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|Title:||Molecular systematics and biogeography of an Australian soil‐burrowing cockroach with polymorphic males, Geoscapheus dilatatus (Blattodea: Blaberidae)|
|Citation:||Australian Journal of Entomology, 2021; 60(2):317-329|
|Perry G Beasley-Hall, Harley A Rose, Thomas Bourguignon and Nathan Lo|
|Abstract:||An iconic group of arid‐adapted insects is the Australian soil‐burrowing cockroaches (Blaberidae: Geoscapheinae), large, wingless insects that evolved burrowing behaviour and associated forms in parallel from wood feeding ancestors in the subfamily Panesthiinae. A particularly problematic taxon within the Geoscapheinae is Geoscapheus dilatatus (Saussure, 1864), which might represent a species complex and whose delimitation has been complicated for decades by the species harbouring polymorphic males. Males can be divided into two main morphs: individuals possessing horn‐like protrusions on the anterior margin of the pronotum (‘tuberculate’) and those without these characters (‘non‐tuberculate’). A less common, third form consists of individuals that possess tubercles but are far larger than other tuberculate males and occur solely to the north of the species' distribution (‘atypical’ tuberculates). Here, we make use of whole mitochondrial genomes and nuclear ribosomal RNA data from individuals across the range of G. dilatatus to conduct the first phylogenetic analysis of this species to date. We recover all tuberculate males (including atypical forms) as monophyletic and the derived form of G. dilatatus, having evolved only once in this species, whereas non‐tuberculate forms are paraphyletic. Fossil‐calibrated molecular clock analysis revealed that the divergence between these two forms occurred during the late Miocene approximately 6.7 Mya, concurrent with an expansion of the continent's drier biomes. Environmental niche modelling suggests that tuberculate male forms are more climatically tolerant than their more restricted non‐tuberculate counterparts, and both forms' predicted fundamental niches are strongly limited by rainfall. Three species delimitation analyses implemented here failed to consistently delimit G. dilatatus beyond a single species. Ultimately, population genetic approaches paired with additional sampling will be necessary to determine these findings more concretely, but at present, we do not consider the results presented here sufficient to delimit G. dilatatus based on morphological differences found in the species' polymorphic males alone.|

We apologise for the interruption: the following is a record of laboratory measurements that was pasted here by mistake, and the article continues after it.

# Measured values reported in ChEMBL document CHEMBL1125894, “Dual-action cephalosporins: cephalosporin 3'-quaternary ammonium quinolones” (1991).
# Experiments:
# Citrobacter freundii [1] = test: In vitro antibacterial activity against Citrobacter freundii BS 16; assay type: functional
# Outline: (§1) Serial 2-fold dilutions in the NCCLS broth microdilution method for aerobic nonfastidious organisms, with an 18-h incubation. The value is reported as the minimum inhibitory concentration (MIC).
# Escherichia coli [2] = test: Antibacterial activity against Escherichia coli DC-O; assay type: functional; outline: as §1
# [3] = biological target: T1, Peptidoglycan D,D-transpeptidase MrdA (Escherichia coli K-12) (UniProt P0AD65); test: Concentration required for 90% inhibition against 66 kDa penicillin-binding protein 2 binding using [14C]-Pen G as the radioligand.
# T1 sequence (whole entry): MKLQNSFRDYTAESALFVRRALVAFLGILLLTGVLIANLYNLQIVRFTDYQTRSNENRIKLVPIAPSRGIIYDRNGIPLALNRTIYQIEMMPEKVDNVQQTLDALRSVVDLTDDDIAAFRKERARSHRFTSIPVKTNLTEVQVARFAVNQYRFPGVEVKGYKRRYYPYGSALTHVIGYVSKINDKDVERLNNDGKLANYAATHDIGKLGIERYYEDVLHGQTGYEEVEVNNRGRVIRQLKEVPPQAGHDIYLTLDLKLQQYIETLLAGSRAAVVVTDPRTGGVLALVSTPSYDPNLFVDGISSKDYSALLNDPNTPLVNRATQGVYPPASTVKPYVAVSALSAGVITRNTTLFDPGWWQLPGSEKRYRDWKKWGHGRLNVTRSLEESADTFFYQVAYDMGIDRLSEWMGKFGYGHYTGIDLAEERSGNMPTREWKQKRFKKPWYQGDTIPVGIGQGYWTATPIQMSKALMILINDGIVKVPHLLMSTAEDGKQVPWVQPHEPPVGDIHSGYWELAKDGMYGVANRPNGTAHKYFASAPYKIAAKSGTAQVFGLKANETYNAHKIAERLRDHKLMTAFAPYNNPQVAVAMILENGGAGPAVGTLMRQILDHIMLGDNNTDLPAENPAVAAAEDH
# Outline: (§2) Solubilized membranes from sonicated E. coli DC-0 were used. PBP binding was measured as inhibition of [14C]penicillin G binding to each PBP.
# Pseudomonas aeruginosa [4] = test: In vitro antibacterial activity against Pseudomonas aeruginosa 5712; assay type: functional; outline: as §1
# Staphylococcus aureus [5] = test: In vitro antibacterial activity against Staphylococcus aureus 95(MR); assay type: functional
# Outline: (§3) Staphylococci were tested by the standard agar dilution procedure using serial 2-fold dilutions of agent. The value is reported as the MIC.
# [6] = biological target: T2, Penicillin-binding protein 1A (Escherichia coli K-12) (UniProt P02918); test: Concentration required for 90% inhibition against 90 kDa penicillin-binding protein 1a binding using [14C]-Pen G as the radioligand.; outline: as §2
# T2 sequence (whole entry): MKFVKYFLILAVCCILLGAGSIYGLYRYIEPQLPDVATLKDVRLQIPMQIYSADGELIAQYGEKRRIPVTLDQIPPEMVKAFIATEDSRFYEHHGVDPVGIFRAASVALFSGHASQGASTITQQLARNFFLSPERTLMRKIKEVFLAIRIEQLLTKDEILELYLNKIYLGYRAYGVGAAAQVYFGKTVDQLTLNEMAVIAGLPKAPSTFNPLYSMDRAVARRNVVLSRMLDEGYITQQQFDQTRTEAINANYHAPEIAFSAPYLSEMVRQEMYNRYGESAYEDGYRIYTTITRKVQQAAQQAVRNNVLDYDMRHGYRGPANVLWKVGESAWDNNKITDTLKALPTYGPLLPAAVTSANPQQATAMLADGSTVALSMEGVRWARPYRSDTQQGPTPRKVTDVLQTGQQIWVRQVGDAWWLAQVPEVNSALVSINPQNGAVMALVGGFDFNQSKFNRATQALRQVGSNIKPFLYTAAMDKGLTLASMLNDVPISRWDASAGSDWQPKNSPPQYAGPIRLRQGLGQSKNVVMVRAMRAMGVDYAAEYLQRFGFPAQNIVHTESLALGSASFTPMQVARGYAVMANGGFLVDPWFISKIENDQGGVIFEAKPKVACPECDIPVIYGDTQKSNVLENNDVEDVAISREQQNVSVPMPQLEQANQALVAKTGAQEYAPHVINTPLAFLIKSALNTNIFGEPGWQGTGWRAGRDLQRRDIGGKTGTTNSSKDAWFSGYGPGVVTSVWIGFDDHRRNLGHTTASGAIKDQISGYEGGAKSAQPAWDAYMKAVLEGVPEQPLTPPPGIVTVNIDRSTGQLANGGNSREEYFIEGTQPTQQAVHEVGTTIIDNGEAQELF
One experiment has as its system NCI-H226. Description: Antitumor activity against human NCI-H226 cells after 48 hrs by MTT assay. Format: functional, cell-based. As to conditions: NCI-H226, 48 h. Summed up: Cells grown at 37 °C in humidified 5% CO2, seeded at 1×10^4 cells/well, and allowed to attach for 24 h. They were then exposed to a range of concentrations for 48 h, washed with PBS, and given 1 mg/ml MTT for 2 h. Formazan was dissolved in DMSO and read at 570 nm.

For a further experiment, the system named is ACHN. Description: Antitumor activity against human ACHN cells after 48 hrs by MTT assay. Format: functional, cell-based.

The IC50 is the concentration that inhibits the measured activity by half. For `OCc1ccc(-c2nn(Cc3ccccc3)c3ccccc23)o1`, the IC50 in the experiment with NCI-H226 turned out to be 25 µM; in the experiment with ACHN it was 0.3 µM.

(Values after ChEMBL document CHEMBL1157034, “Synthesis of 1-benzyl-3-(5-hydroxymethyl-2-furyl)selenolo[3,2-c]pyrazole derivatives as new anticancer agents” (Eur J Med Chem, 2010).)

|Keywords:||Biogeography; Blaberidae; Blattodea; environmental niche modelling; Geoscapheinae; sexual dimorphism; systematics|
|Rights:||© 2021 Australian Entomological Society|
|Appears in Collections:||Aurora harvest 8|
Ecology, Evolution and Landscape Science publications
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